As one of the few Minnesota lawmakers who also was a convention delegate, Seifert offered tours - at any time of the day - to visiting lawmakers.

Hoeven's card game

Max Laird, the challenger to state Superintendent of Public Instruction Wayne Sanstead, said Hoeven's proposal last week for $500 million worth of property and income tax cuts as well as enhanced education spending reminded him of a card game - a card game "where someone gets such a good hand that they raise their own bid before their opponent has said a word."

Laird, who hopes Hoeven's proposal can mitigate voters' support for a state income ballot measure, said he backs the governor's push for the state to pay 70 percent or more of local school expenses.

But, he said, "The downside of this is in the details" and any caps on what school districts can levy in property taxes must be "soft caps."

"We must retain some local control of schools," Laird said.

AgNite gala

An agriculture-related party thrown during the Republican National Convention brought out a handful of current and former state lawmakers.

But even they admitted the AgNite gala in downtown Minneapolis was more about wining, dining and socializing than it was a place to talk serious ag issues.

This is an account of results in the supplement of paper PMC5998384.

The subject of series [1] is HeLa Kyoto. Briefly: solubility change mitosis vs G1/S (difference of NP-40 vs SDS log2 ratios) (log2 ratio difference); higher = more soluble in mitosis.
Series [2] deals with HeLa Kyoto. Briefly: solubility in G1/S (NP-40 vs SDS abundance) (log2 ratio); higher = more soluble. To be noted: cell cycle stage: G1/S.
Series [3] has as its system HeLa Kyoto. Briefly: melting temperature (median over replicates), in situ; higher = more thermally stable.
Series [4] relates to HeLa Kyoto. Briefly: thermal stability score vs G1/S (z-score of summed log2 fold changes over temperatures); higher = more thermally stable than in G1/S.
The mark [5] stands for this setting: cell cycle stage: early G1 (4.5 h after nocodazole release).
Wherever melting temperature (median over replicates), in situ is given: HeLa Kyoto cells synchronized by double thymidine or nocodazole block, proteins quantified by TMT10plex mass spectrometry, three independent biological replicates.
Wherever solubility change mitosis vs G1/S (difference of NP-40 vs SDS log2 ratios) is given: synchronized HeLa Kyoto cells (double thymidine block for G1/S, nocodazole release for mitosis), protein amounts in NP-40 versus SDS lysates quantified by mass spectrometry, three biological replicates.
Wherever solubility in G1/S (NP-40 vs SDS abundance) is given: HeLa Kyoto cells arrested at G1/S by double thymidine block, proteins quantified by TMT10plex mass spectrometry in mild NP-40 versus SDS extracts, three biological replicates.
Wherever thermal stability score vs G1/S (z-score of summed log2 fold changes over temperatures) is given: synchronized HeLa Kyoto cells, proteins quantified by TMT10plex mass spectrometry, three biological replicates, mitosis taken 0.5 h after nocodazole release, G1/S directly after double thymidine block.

"For me it's about coming up and seeing friends," said Rep. Rod Hamilton, a Mountain Lake Republican and pork producer.

Another rural lawmaker, Rep. Dean Urdahl of Grove City, was asked what he got out of making the rounds at the late-night event.

"Sore feet," he responded.

Admission wasn't cheap for those Minnesota lawmakers. Ethics guidelines required that they pay $60 to attend the event, which featured drinks, food and live music.


Democratic-NPL candidates Tim Mathern (governor's race), Cheryl Bergian (Public Service Commission) and Jasper Schneider (insurance commissioner) announced the North Dakota AFL-CIO endorsed them at the labor unions' recent annual meeting. The unions interviewed both candidates for those positions before voting on endorsements.

The National Federation of Independent Business has endorsed Gov. John Hoeven for a third term.

And the North Dakota Association of Realtors' PAC has endorsed one Democrat, state auditor candidate Daryl Splichal of Mandan, who is facing incumbent Bob Peterson. Splichal's wife is a Realtor and former legislative candidate. All the rest of the Realtors' endorsements are for Republicans.

Watching Pawlenty

Many will be watching for what Pawlenty's political future holds, including a top lawmaker who negotiates with him on legislative issues.

Minnesota House Speaker Margaret Anderson Kelliher, DFL-Minneapolis, said the fact that Pawlenty was not chosen as a vice presidential candidate means he has a decision to make in the coming months.

"I think it's going to be very interesting whether this launches Gov. Pawlenty into a much longer national audition for the presidency," Kelliher said, "or whether Gov. Pawlenty kind of has this experience and comes back and says, 'I really want to accomplish some big bold things for Minnesota.' "

Pawlenty can cite a few major legislative accomplishments, but mostly has had a "tumultuous" relationship with the Legislature, she said.